LinkedIn profiles are more than a CV online, LinkedIn remains an important social media platform and as a platform it’s an opportunity to ensure that as CIO your next career move is the right one for you.
As Lance Fisher, CIO with recruitment leaders SThree recently told this title, search agents are keen users of LinkedIn, so it pays to ensure your LinkedIn profile is up to date. Not only that, but as organisations look for CIOs that can enable their organisations embrace new digital channels, LinkedIn is a personal digital channel, so it is advisable to be professional and up to date.
Your professional brand is important. With one search, recruiters can quickly bring up your online presence and make snap judgments before the next step, making a phone call. Cultivating a strong LinkedIn presence can mean the difference between having to search out job listings and having potential job opportunities come straight to you.
LinkedIn is undoubtedly the front runner when it comes to cultivating your professional image; it's your professional brand, letting recruiters and hiring managers find you before you find them. But what do recruiters look for on LinkedIn? And what makes a recruiter or hiring manager stop at your profile over another?
The first step is making sure you have a complete profile, "a recruiter is going to look at a complete profile versus an incomplete one, they are making decisions quickly, they want to have as much information they can have," says Catherine Fisher, senior director of corporate communications and LinkedIn's career expert.
Fisher specialises in helping people and companies build a LinkedIn profile that will attract clicks, and she has the inside scoop on the perfect recipe for a LinkedIn profile that will make recruiters stop in their tracks.
This is probably the easiest thing you can do, but if you don't have one already, go upload a profile picture on your LinkedIn account. According to data from LinkedIn, those with a profile photo are 14 times more likely to have their profile viewed than users without a picture. It's a simple step that can make a world of difference when a recruiter is scanning LinkedIn for potential candidates.
A growing number of CIOs use the images from their CIO UK profile interview, or even a copy of the cover of the magazine they appeared in.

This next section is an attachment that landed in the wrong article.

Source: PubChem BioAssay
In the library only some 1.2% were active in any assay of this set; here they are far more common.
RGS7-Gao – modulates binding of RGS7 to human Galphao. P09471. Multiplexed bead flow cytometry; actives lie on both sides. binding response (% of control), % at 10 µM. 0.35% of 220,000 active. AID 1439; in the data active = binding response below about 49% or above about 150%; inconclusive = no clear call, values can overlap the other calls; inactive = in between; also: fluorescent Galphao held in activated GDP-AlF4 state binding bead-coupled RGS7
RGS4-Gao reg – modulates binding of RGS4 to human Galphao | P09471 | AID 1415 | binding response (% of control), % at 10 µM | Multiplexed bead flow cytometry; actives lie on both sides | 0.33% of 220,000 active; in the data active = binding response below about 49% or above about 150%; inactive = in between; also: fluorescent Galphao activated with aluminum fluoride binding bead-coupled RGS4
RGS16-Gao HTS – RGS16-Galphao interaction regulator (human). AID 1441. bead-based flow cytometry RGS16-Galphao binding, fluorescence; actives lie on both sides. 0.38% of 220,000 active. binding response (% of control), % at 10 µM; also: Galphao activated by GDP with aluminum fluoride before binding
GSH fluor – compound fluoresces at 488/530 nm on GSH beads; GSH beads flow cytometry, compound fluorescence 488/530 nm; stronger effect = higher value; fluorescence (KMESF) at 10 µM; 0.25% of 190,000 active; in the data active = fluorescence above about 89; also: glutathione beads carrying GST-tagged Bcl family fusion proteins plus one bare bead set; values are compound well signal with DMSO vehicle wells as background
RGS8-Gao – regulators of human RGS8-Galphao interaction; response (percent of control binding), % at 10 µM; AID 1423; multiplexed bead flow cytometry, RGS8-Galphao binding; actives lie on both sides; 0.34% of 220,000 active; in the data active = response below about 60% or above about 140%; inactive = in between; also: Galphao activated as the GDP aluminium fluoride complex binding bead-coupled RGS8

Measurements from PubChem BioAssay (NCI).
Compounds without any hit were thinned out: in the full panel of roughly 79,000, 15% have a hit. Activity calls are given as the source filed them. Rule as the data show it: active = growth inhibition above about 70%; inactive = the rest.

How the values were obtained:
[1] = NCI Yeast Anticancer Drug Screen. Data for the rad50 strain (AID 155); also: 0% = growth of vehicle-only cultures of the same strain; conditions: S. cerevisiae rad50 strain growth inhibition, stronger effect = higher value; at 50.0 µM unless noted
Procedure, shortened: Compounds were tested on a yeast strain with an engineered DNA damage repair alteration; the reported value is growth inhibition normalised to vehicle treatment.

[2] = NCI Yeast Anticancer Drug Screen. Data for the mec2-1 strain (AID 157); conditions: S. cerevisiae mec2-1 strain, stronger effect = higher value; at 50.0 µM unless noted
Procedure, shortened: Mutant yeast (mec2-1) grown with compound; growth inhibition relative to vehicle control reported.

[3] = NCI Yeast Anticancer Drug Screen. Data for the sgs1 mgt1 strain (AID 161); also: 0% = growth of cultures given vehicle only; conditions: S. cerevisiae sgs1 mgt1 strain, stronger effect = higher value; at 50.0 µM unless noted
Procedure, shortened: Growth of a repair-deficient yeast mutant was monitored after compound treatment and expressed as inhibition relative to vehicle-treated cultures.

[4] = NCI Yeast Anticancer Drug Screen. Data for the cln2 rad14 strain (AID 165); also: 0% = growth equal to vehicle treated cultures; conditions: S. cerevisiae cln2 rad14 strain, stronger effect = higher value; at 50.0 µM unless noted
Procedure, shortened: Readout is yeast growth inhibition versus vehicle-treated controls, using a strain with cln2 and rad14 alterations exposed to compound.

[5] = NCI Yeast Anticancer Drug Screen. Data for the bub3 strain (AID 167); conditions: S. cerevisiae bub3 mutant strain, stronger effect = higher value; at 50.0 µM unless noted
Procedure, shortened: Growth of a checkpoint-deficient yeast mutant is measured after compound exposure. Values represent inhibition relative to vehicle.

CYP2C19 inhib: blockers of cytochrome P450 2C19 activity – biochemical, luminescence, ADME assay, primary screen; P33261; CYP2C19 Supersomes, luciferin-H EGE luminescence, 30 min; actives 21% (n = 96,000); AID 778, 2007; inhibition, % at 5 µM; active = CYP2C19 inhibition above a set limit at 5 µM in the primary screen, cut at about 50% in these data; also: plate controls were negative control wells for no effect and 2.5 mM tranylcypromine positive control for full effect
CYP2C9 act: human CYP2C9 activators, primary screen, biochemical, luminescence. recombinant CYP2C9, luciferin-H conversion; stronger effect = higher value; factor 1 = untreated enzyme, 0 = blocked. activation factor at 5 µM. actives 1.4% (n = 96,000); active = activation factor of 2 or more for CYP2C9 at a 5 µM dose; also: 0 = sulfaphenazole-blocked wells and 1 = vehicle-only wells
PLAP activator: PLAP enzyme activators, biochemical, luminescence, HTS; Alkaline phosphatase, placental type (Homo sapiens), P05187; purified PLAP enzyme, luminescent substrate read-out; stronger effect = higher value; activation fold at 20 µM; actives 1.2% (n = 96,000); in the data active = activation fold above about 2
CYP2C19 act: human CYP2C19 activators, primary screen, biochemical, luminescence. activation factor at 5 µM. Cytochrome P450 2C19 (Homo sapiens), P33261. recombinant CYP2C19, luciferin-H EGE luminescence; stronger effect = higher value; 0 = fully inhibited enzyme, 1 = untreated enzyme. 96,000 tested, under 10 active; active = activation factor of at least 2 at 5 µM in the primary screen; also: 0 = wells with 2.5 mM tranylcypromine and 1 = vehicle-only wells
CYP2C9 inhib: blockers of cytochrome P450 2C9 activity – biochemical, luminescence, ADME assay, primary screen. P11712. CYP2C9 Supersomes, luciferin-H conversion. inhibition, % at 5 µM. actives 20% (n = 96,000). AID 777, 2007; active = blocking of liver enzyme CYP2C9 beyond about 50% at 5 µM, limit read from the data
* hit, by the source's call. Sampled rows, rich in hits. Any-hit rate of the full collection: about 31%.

Expose your experience
LinkedIn is a visual representation of your professional brand, whatever you would want to include on your CV, you should include on LinkedIn. Your experience as CIO is paramount to the success of your profile, and, ultimately, your career.
Not only is your recent career experience important, all of your working experience tells a story of how you have become a business technology leader that understands customer, technology and the needs of business. So those early days working as a receptionist or a waitress for a few years before landing your first full-time job, highlight every skill that can be applied to the workforce. Whether its teamwork, customer service, or organisation, position your past experience in a way that shows you've learned valuable skills for the workforce, says Fisher.
LinkedIn data shows you are 12 times more likely to be viewed on LinkedIn if you have more than past positions listed, according to statistics from LinkedIn. "[Be] thoughtful about how you're framing it up, and [focus] on what you can apply and how you use those skills to accomplish your goals," says Fisher.
Progress up the ladder
As your career progresses, so should your profile, says Fisher. Keep it updated with new experience, examples of your work, and any advances in your professional life. One easy way you can accomplish this is by uploading actual projects you have worked on in the past. You can post a slide share, publish a story, or include other concrete visuals and documents that demonstrate work you are proud of.
If a recruiter lands on your page, they will be able to see tangible evidence of your success.
Education and volunteering
You may not consider including your volunteer experience on your profile, but 42% of hiring managers report equating volunteer experience to formal work experience, according to a survey by LinkedIn. Listing your education is important as well; you can score 10 times more profile views if you list out your education than those who don't, and you are 15 times more likely to be contacted.
Include your vertical market
Statistics show that those who include an industry in their LinkedIn profile are 15 times more likely to be viewed than those who ignore this important step.
LinkedIn is more than just a place to post your professional accomplishments. Just as with any other social network, you get as much out of LinkedIn as you put in. That means you need to stay engaged and show that you are an active participant. You don't need to post constantly, but as Fisher states, "what you don't want to do is build [your profile] and then abandon it."
You can do this by sharing information, connecting with colleagues, interacting with your connection's posts, and publishing your own content. "The point is to be engaged with your network on LinkedIn," says Fisher.
It’s not Facebook
Your personal social media accounts might be where you go to connect with friends and family, or keep up to date with the latest Instagram pet-celebrities. But LinkedIn should be viewed differently, as your professional brand, and it's something you don't want to ignore. Cultivating a strong presence and having a complete profile will go a long way to ensure you catch a recruiter’s eye.